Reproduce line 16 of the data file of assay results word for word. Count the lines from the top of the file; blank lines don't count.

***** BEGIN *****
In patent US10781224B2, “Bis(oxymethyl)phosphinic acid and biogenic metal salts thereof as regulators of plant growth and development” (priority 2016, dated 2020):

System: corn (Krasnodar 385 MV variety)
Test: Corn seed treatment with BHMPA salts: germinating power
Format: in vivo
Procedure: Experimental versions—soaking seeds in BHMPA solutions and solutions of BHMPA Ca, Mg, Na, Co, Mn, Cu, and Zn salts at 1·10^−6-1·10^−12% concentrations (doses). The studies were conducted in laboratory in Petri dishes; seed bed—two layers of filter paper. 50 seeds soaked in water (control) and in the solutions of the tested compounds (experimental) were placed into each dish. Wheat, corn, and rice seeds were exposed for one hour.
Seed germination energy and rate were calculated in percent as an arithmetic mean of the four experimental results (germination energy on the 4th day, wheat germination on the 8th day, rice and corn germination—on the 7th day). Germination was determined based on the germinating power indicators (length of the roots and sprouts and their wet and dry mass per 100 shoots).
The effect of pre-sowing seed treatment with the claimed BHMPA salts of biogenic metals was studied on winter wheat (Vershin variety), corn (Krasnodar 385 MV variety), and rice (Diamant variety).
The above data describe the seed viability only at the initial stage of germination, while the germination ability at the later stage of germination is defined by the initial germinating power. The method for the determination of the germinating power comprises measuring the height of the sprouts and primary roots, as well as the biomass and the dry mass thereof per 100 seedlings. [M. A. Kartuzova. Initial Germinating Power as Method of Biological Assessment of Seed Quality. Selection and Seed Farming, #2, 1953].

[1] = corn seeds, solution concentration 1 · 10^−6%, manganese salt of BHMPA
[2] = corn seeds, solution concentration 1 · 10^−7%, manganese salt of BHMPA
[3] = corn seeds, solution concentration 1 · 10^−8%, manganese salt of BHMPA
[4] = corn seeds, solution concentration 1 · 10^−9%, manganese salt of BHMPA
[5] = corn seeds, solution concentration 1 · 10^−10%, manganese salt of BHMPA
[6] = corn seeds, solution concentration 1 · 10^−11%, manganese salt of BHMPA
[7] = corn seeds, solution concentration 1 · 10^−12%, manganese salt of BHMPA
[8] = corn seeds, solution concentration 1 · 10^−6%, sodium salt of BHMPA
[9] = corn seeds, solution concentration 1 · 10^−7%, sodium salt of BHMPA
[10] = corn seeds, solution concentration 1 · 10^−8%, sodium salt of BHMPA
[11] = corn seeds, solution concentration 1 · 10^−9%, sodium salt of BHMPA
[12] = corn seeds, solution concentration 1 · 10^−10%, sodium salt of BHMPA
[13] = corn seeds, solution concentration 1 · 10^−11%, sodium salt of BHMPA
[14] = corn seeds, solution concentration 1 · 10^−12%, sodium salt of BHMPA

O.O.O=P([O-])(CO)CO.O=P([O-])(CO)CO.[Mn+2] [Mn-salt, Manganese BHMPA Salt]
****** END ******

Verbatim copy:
[8] = corn seeds, solution concentration 1 · 10^−6%, sodium salt of BHMPA